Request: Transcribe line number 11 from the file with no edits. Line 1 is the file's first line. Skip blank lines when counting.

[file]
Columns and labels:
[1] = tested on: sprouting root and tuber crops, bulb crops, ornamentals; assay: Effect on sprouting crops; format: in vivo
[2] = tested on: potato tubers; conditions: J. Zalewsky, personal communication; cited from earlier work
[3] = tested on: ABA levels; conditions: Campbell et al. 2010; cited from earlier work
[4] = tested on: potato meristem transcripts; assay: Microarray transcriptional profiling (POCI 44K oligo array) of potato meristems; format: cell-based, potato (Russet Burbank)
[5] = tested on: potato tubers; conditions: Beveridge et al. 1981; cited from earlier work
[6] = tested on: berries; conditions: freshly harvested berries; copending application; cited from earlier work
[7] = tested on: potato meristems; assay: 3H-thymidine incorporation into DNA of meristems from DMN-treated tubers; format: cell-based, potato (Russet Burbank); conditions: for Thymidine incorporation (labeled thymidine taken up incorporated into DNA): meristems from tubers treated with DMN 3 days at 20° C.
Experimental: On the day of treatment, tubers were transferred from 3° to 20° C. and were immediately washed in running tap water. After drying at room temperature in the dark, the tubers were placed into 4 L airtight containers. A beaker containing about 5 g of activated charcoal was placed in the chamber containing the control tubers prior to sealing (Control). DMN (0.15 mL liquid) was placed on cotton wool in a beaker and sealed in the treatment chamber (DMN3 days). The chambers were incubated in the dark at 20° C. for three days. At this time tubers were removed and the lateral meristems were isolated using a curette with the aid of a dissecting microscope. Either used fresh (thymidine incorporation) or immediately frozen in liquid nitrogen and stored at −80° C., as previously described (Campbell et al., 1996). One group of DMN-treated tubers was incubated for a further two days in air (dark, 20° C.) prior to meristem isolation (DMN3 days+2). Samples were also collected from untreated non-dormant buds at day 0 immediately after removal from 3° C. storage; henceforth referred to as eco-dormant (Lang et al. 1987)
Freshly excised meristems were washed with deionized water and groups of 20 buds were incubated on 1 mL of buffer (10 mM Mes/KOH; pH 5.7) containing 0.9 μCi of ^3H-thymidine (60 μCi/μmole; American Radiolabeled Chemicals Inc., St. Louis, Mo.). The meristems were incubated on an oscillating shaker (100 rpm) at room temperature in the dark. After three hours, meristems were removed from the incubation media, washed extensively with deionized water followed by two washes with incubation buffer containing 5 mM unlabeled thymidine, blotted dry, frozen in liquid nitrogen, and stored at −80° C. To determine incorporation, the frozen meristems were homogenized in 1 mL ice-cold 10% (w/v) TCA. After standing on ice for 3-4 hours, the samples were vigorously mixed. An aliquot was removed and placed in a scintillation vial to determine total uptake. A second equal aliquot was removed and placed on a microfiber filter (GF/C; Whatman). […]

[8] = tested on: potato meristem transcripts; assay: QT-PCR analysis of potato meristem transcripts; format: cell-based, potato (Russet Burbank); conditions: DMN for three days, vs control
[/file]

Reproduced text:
[8] = tested on: potato meristem transcripts; assay: QT-PCR analysis of potato meristem transcripts; format: cell-based, potato (Russet Burbank); conditions: DMN for three days, vs control